I was happy to get an advance copy of this, as the premise was strangely simple but had the potential to be a quiet intimate read. It was beautifully translated - I say this not because I have experience with translation but because I never paused and re-read something because the sentence didn't flow right or seemed uniquely simple. I've been thinking about why I didn't like the book more and I think it's because there was a lack of connection w...
  • Denice Barker
    The Waiter by Matias FaldbakkenWhen you’ve become middle aged and set in your ways and you work in a restaurant that has seen people come and go for centuries, you take pride in that. You take pride in maintaining the discretionary traditions, in being invisible unless needed. There is no “Hello my name is____ and I’ll be your server today” at The Hills. The people who frequent the place and you take pride in anticipating needs and desire...
  • Lisa Leone-campbell
    The Waiter by Matias Balbbakken is a story, perhaps even a tale of the lives of workers and customers at an upscale century old restaurant in Oslo, Norway called The Hills. The narrator of the story is the waiter who glides us through the ups and downs of the very dignified daily regulars all the while giving us information about himself and all the characters.The staff of The Hills are known to the reader only as their occupation; Bar Manager, M...
  • Ericka Seidemann
    I really didn’t know what star rating to give this. I enjoyed reading it, and there were some astute observations, some of which made me smile or chuckle, but as far as actual plot goes, there really wasn’t one. This book has been inaccurately likened to A Gentleman in Moscow, but it reminded me more of Nicholson Baker than Amor Towles. The Waiter shows us a slice of life in the shabby yet historic restaurant, The Hills. The regulars come in ...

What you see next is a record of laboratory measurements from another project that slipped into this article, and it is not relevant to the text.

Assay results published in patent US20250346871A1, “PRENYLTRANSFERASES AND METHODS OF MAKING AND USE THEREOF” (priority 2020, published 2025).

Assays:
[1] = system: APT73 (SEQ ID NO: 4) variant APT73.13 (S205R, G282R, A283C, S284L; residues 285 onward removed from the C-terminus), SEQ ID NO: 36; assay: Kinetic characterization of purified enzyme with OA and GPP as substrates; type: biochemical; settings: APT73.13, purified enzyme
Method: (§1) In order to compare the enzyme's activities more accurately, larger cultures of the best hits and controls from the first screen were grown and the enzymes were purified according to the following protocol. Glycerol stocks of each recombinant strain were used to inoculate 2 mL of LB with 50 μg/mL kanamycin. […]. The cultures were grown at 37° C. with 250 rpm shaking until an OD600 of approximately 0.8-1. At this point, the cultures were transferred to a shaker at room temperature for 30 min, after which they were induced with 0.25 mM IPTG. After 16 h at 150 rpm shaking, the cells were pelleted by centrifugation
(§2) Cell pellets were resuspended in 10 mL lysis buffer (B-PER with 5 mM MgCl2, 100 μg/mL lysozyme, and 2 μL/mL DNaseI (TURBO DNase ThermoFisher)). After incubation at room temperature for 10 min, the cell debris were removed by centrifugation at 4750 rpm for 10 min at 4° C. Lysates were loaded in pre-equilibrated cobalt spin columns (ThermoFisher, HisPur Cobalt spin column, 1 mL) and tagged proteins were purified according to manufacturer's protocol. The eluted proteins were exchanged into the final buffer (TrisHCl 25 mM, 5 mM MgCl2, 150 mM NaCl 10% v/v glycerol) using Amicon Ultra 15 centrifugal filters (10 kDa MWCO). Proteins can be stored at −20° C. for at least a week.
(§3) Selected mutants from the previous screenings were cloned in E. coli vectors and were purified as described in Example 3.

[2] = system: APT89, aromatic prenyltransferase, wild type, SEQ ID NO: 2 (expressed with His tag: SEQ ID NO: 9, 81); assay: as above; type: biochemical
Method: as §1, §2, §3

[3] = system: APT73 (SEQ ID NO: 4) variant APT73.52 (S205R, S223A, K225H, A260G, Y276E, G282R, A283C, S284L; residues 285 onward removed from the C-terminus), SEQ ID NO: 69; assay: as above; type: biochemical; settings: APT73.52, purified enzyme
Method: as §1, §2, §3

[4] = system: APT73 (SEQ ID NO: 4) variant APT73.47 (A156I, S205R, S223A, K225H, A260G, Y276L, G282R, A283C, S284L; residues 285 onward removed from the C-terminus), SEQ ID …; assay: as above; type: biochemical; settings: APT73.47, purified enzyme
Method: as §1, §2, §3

• Ashley Hite
    I received a free advanced copy from Netgalley in exchange for an honest review.I was so excited to read this book since it was being touted as the next "A Gentleman in Moscow" and this does have a slightly similar concept in which the whole world of the novel is centered around the waiter who has worked at The Hills restaurant for years. He knows the intricate details of this shabby but white table clothed restaurant from the enticing foods, to ...
  • Annie
    The Hills, a very old restaurant in Oslo, Norway, is an institution. The walls are covered in art from and portraits of old guests. Layers of food smells and smoke are baked into the walls. The staff wear traditional uniforms and scurry around with crumbers. The ones who’ve been there a long time, like our narrator, have a second sense for when they should appear table side to take an order or present a bill. In The Waiter, by Matias Faldbakken...
  • Ashley
    I received this as an ARC from line: The Hills, the restaurant, dates from a time when pigs were pigs and swine were swine, the Maitre d’ likes to say, in other words from the mid-1800s.Summary: At the restaurant, the Hills, we meet the waiter. He has worked here for years and every day is the same. There is a routine. However, one day a young woman comes in and throws everything out of control.Highlights: The descriptions w...
  • Sue Boahn
    I loved the book. I love all of the descriptions of people, the restaurant, the clothes, the food, etc. I really loved the story and how one woman could disrupt the normal flow of the restaurant, causing the waiter to make unusual mistakes, say things out of character, and do things he would never have done. It was quite comical at times. I could relate to the waiter liking consistency and not wanting things to change. The ending was a little str...